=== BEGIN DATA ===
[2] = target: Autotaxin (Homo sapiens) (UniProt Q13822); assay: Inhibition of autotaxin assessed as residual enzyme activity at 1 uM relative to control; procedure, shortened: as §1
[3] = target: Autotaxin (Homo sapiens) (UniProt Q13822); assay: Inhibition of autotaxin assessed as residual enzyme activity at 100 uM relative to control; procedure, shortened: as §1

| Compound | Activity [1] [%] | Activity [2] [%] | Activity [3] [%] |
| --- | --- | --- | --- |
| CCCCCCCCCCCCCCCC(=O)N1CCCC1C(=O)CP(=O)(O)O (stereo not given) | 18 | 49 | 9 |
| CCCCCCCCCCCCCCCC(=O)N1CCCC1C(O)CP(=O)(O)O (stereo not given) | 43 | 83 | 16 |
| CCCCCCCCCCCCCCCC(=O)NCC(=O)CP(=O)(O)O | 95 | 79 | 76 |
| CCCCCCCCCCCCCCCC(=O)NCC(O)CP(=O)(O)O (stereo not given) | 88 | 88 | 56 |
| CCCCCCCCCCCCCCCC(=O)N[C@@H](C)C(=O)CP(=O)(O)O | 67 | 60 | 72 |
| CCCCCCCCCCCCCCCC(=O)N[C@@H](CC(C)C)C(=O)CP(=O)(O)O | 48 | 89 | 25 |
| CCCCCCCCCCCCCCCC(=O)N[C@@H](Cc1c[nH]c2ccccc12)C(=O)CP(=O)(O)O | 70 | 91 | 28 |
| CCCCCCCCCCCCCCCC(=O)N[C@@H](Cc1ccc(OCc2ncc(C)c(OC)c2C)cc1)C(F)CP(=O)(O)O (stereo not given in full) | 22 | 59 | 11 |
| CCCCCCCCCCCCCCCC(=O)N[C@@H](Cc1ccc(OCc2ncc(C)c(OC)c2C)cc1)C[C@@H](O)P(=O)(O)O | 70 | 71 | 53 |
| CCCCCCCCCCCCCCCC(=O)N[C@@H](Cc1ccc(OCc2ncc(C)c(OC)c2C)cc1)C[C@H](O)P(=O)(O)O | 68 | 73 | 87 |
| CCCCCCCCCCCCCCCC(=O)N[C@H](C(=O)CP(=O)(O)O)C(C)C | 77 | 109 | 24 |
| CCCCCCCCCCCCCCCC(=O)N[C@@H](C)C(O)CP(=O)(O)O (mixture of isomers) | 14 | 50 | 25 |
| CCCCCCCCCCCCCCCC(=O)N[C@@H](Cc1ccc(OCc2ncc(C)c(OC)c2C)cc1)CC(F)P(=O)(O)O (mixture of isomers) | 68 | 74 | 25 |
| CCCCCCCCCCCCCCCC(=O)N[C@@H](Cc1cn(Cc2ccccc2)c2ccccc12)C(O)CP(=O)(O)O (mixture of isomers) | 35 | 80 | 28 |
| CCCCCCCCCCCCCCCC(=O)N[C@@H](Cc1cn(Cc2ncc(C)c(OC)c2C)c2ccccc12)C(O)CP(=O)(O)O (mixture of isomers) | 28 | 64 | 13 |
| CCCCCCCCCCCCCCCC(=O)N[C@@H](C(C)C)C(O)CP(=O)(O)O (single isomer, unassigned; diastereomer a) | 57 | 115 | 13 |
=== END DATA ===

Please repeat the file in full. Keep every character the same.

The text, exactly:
[2] = target: Autotaxin (Homo sapiens) (UniProt Q13822); assay: Inhibition of autotaxin assessed as residual enzyme activity at 1 uM relative to control; procedure, shortened: as §1
[3] = target: Autotaxin (Homo sapiens) (UniProt Q13822); assay: Inhibition of autotaxin assessed as residual enzyme activity at 100 uM relative to control; procedure, shortened: as §1

| Compound | Activity [1] [%] | Activity [2] [%] | Activity [3] [%] |
| --- | --- | --- | --- |
| CCCCCCCCCCCCCCCC(=O)N1CCCC1C(=O)CP(=O)(O)O (stereo not given) | 18 | 49 | 9 |
| CCCCCCCCCCCCCCCC(=O)N1CCCC1C(O)CP(=O)(O)O (stereo not given) | 43 | 83 | 16 |
| CCCCCCCCCCCCCCCC(=O)NCC(=O)CP(=O)(O)O | 95 | 79 | 76 |
| CCCCCCCCCCCCCCCC(=O)NCC(O)CP(=O)(O)O (stereo not given) | 88 | 88 | 56 |
| CCCCCCCCCCCCCCCC(=O)N[C@@H](C)C(=O)CP(=O)(O)O | 67 | 60 | 72 |
| CCCCCCCCCCCCCCCC(=O)N[C@@H](CC(C)C)C(=O)CP(=O)(O)O | 48 | 89 | 25 |
| CCCCCCCCCCCCCCCC(=O)N[C@@H](Cc1c[nH]c2ccccc12)C(=O)CP(=O)(O)O | 70 | 91 | 28 |
| CCCCCCCCCCCCCCCC(=O)N[C@@H](Cc1ccc(OCc2ncc(C)c(OC)c2C)cc1)C(F)CP(=O)(O)O (stereo not given in full) | 22 | 59 | 11 |
| CCCCCCCCCCCCCCCC(=O)N[C@@H](Cc1ccc(OCc2ncc(C)c(OC)c2C)cc1)C[C@@H](O)P(=O)(O)O | 70 | 71 | 53 |
| CCCCCCCCCCCCCCCC(=O)N[C@@H](Cc1ccc(OCc2ncc(C)c(OC)c2C)cc1)C[C@H](O)P(=O)(O)O | 68 | 73 | 87 |
| CCCCCCCCCCCCCCCC(=O)N[C@H](C(=O)CP(=O)(O)O)C(C)C | 77 | 109 | 24 |
| CCCCCCCCCCCCCCCC(=O)N[C@@H](C)C(O)CP(=O)(O)O (mixture of isomers) | 14 | 50 | 25 |
| CCCCCCCCCCCCCCCC(=O)N[C@@H](Cc1ccc(OCc2ncc(C)c(OC)c2C)cc1)CC(F)P(=O)(O)O (mixture of isomers) | 68 | 74 | 25 |
| CCCCCCCCCCCCCCCC(=O)N[C@@H](Cc1cn(Cc2ccccc2)c2ccccc12)C(O)CP(=O)(O)O (mixture of isomers) | 35 | 80 | 28 |
| CCCCCCCCCCCCCCCC(=O)N[C@@H](Cc1cn(Cc2ncc(C)c(OC)c2C)c2ccccc12)C(O)CP(=O)(O)O (mixture of isomers) | 28 | 64 | 13 |
| CCCCCCCCCCCCCCCC(=O)N[C@@H](C(C)C)C(O)CP(=O)(O)O (single isomer, unassigned; diastereomer a) | 57 | 115 | 13 |